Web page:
Amy Talbert of the Millburn Education Foundation said, as a Deerfield parent, she knew that the long lines for restrooms and during lunch breaks demonstrated that the district's facilities were not adequate.

Board candidate Emily Jaffe, a member of the facilities and resource planning subcommittees of the strategic planning committee, also said her perceptions of the reports were different than those of Scharf.

Jaffe said, however, that she welcomed community dialogue on the future needs of the district.

On another matter, board candidate Chase Harrison, a student at Millburn High School, made a few suggestions to deal with the heavy weight of student backpacks, which was addressed by board member Eric Siegel at the September 9 session.

Harrison suggested that teachers allow students to use online textbooks to do homework, that an additional minute be added to the time students were allotted for packing their school supplies before their next class or that the high school introduce block scheduling, which does not require every subject to be taught every day.

He said block scheduling would allow for longer periods with more teaching time, give students more time to complete assignments between classes and would decrease the amount of materials students would be required to carry because they would not need every binder for every class every day.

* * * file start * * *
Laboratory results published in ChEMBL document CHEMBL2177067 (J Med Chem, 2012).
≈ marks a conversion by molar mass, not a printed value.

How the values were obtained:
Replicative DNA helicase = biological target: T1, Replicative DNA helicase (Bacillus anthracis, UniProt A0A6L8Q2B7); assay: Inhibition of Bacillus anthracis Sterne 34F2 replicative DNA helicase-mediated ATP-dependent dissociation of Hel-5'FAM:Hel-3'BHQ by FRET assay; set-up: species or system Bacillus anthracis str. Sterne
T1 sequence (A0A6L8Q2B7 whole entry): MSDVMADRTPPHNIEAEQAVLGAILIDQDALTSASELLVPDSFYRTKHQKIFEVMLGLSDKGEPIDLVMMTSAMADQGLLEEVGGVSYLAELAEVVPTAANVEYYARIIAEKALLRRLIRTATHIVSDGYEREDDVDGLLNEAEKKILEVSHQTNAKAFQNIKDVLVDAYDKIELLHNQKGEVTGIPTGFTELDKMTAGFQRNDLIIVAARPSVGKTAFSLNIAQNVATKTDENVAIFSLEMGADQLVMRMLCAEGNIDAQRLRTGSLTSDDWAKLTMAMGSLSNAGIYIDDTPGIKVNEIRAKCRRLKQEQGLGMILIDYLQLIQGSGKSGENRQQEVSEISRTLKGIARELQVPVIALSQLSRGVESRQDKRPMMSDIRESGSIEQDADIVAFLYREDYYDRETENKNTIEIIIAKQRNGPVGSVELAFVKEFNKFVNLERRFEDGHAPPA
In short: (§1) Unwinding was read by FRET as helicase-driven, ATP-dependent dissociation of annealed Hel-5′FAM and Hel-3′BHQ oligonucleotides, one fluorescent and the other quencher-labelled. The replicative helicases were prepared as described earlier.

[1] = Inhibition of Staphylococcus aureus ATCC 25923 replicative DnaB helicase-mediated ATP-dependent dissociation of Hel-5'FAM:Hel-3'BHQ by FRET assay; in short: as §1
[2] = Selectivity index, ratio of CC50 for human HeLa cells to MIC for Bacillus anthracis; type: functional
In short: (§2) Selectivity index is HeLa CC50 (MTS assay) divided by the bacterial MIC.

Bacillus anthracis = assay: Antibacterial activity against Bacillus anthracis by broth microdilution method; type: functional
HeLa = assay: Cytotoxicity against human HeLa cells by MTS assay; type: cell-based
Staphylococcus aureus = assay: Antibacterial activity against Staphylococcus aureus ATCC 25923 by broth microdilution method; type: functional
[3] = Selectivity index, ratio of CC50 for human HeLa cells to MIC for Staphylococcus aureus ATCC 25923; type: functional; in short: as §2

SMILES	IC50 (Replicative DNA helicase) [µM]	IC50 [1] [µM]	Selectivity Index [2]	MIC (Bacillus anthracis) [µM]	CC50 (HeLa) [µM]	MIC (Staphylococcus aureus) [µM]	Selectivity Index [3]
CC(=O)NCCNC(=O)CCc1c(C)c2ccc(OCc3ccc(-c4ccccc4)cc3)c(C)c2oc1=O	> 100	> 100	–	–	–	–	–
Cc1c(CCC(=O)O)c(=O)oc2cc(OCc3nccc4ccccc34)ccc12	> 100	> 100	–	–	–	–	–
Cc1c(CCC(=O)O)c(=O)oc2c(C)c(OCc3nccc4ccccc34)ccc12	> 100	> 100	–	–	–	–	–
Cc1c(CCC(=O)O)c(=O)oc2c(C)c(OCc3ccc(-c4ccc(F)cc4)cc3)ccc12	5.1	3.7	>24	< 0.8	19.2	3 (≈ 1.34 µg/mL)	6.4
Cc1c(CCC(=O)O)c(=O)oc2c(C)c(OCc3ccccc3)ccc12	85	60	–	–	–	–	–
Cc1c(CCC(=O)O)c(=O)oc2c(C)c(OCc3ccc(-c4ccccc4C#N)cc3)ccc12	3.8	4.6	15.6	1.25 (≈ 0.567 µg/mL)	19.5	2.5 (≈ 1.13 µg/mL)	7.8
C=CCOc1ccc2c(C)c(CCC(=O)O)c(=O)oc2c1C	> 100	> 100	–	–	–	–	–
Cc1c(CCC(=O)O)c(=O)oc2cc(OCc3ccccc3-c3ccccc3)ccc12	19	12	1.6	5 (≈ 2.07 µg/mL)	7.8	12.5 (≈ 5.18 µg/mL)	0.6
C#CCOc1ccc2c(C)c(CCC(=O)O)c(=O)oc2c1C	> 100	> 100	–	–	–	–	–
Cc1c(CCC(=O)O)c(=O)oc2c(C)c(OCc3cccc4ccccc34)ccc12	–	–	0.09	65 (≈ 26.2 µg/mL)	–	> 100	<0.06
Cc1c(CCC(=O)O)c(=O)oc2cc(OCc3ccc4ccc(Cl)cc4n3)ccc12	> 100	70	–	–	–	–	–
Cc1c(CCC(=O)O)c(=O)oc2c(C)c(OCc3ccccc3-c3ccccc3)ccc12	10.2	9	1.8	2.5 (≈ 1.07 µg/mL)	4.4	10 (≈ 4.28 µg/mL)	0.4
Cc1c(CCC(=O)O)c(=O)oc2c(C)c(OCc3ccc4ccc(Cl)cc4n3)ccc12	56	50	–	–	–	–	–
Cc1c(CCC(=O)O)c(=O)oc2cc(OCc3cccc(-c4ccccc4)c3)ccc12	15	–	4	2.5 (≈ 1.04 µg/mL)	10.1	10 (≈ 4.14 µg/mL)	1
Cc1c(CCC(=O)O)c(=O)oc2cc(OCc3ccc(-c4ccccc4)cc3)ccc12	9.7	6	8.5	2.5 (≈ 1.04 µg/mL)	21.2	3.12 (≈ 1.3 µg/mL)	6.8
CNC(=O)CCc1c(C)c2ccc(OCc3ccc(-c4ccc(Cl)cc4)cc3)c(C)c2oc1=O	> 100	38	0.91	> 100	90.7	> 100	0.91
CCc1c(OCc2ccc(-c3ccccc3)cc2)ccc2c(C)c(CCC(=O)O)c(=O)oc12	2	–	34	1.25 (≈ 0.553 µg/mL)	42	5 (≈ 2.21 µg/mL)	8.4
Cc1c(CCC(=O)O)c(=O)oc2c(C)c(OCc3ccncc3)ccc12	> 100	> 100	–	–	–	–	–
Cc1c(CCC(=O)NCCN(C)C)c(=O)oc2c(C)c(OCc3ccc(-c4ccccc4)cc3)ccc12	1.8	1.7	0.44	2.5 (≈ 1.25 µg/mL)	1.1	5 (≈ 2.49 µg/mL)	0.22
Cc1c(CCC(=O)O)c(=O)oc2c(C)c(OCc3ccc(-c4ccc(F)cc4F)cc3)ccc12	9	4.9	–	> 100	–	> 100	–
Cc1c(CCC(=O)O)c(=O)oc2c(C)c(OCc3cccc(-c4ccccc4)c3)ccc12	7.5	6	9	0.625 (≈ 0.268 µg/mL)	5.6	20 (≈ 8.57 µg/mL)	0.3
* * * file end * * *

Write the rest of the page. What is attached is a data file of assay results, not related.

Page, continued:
On another matter, Scharf repeated his call for the district to do more about addressing the attendance of non-residents in township schools.

He said student residency should be verified against real estate and tax records, reregistration should be required every two years and the district should send out certified letters to parents of students suspected of attending township schools when they were not Millburn Township residents. If the parents did not respond to the letters or the letters were returned saying the students and their parents did not live at the address at which they registered for school, he said the parents should be responsible for reimbursing the township district for the cost of educating the students.

Scharf cited nearby Summit, where he said Councilman Thomas Getzendanner has raised concern over non-resident students; Columbia High School in Maplewood, whose re-registration recently showed that 39 of 480 students were non-residents, and Clifton, where a $1,500 bounty recently was proposed to be awarded to those who reported non-resident students attending that community's schools.

Responding to some of the public comments made, board member Michael Birnberg said his focus on the board always has been to put students first—above parents, taxpayers or staff members.

Birnberg added the schools should avoid moving children as much as possible during the school day, but if it was necessary to move someone, either teachers or students, the students should be moved as little as possible.

The board member also said because we are in a “fluid society” current board members probably should not be bound to actions taken by boards of education in the past.

On another matter, Sondra Kasdon, co-president of the Millburn-Short Hills Special Education Committee (M-SPEC), announced a number of programs the group has scheduled to provide information and services to special education children and their parents.

The group will hold a get-acquainted parent meeting on Oct. 15. A reading specialist will detail the services available to children at the group's Oct. 21 meeting, and there will be a resource fair on Oct. 23 at which providers of products and services for special education students will demonstrate what they can provide for the children.